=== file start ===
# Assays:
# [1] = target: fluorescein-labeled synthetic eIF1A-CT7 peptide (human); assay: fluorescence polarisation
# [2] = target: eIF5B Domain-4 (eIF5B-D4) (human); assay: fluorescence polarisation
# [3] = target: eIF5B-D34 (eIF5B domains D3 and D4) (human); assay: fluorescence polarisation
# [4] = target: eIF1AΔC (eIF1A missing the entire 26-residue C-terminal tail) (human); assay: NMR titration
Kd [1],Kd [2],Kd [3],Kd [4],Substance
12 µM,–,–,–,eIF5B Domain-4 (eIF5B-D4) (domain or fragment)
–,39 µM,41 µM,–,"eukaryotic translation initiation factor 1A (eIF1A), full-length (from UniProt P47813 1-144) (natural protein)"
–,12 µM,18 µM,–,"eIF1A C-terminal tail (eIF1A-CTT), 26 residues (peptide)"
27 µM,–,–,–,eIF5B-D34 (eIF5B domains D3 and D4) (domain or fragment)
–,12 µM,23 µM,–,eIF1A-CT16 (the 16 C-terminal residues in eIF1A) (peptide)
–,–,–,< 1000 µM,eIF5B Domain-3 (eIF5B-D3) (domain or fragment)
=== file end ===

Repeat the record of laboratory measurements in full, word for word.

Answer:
# Assays:
# [1] = target: fluorescein-labeled synthetic eIF1A-CT7 peptide (human); assay: fluorescence polarisation
# [2] = target: eIF5B Domain-4 (eIF5B-D4) (human); assay: fluorescence polarisation
# [3] = target: eIF5B-D34 (eIF5B domains D3 and D4) (human); assay: fluorescence polarisation
# [4] = target: eIF1AΔC (eIF1A missing the entire 26-residue C-terminal tail) (human); assay: NMR titration
Kd [1],Kd [2],Kd [3],Kd [4],Substance
12 µM,–,–,–,eIF5B Domain-4 (eIF5B-D4) (domain or fragment)
–,39 µM,41 µM,–,"eukaryotic translation initiation factor 1A (eIF1A), full-length (from UniProt P47813 1-144) (natural protein)"
–,12 µM,18 µM,–,"eIF1A C-terminal tail (eIF1A-CTT), 26 residues (peptide)"
27 µM,–,–,–,eIF5B-D34 (eIF5B domains D3 and D4) (domain or fragment)
–,12 µM,23 µM,–,eIF1A-CT16 (the 16 C-terminal residues in eIF1A) (peptide)
–,–,–,< 1000 µM,eIF5B Domain-3 (eIF5B-D3) (domain or fragment)